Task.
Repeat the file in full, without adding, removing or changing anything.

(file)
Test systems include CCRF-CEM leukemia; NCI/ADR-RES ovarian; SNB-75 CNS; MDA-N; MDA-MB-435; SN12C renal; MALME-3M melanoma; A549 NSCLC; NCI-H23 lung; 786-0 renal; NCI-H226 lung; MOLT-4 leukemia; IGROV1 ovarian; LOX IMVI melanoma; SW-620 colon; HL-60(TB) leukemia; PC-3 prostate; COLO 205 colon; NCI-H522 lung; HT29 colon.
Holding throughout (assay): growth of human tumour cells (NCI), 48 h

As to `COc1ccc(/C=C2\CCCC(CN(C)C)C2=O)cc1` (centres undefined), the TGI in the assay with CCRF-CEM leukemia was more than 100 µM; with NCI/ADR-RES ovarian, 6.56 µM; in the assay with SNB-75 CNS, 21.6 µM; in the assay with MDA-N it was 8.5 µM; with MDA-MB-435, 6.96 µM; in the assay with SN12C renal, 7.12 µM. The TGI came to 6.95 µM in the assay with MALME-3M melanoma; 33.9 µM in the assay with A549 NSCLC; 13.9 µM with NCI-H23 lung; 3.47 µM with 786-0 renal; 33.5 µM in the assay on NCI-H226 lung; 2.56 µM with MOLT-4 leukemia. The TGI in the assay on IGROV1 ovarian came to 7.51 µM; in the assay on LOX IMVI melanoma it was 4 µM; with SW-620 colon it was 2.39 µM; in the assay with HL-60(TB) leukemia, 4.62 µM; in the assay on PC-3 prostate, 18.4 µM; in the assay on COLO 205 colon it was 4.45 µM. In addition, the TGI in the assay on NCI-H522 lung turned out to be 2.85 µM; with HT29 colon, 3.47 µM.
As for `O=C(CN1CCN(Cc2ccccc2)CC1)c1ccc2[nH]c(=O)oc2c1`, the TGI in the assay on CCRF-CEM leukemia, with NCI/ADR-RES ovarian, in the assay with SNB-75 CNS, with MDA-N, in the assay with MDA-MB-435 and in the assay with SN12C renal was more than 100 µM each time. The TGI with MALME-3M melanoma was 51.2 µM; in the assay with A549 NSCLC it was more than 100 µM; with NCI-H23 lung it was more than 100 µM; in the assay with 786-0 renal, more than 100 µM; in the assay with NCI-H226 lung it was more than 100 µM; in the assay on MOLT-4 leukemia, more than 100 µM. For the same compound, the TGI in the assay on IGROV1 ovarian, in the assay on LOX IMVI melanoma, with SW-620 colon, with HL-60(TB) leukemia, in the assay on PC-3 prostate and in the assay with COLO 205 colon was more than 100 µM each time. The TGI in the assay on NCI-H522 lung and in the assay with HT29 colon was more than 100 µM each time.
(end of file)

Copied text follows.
Test systems include CCRF-CEM leukemia; NCI/ADR-RES ovarian; SNB-75 CNS; MDA-N; MDA-MB-435; SN12C renal; MALME-3M melanoma; A549 NSCLC; NCI-H23 lung; 786-0 renal; NCI-H226 lung; MOLT-4 leukemia; IGROV1 ovarian; LOX IMVI melanoma; SW-620 colon; HL-60(TB) leukemia; PC-3 prostate; COLO 205 colon; NCI-H522 lung; HT29 colon.
Holding throughout (assay): growth of human tumour cells (NCI), 48 h

As to `COc1ccc(/C=C2\CCCC(CN(C)C)C2=O)cc1` (centres undefined), the TGI in the assay with CCRF-CEM leukemia was more than 100 µM; with NCI/ADR-RES ovarian, 6.56 µM; in the assay with SNB-75 CNS, 21.6 µM; in the assay with MDA-N it was 8.5 µM; with MDA-MB-435, 6.96 µM; in the assay with SN12C renal, 7.12 µM. The TGI came to 6.95 µM in the assay with MALME-3M melanoma; 33.9 µM in the assay with A549 NSCLC; 13.9 µM with NCI-H23 lung; 3.47 µM with 786-0 renal; 33.5 µM in the assay on NCI-H226 lung; 2.56 µM with MOLT-4 leukemia. The TGI in the assay on IGROV1 ovarian came to 7.51 µM; in the assay on LOX IMVI melanoma it was 4 µM; with SW-620 colon it was 2.39 µM; in the assay with HL-60(TB) leukemia, 4.62 µM; in the assay on PC-3 prostate, 18.4 µM; in the assay on COLO 205 colon it was 4.45 µM. In addition, the TGI in the assay on NCI-H522 lung turned out to be 2.85 µM; with HT29 colon, 3.47 µM.
As for `O=C(CN1CCN(Cc2ccccc2)CC1)c1ccc2[nH]c(=O)oc2c1`, the TGI in the assay on CCRF-CEM leukemia, with NCI/ADR-RES ovarian, in the assay with SNB-75 CNS, with MDA-N, in the assay with MDA-MB-435 and in the assay with SN12C renal was more than 100 µM each time. The TGI with MALME-3M melanoma was 51.2 µM; in the assay with A549 NSCLC it was more than 100 µM; with NCI-H23 lung it was more than 100 µM; in the assay with 786-0 renal, more than 100 µM; in the assay with NCI-H226 lung it was more than 100 µM; in the assay on MOLT-4 leukemia, more than 100 µM. For the same compound, the TGI in the assay on IGROV1 ovarian, in the assay on LOX IMVI melanoma, with SW-620 colon, with HL-60(TB) leukemia, in the assay on PC-3 prostate and in the assay with COLO 205 colon was more than 100 µM each time. The TGI in the assay on NCI-H522 lung and in the assay with HT29 colon was more than 100 µM each time.